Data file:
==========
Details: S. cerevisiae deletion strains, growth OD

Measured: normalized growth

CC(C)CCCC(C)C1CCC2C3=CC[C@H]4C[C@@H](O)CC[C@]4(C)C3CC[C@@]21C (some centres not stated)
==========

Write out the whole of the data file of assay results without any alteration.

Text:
Details: S. cerevisiae deletion strains, growth OD

Measured: normalized growth

CC(C)CCCC(C)C1CCC2C3=CC[C@H]4C[C@@H](O)CC[C@]4(C)C3CC[C@@]21C (some centres not stated)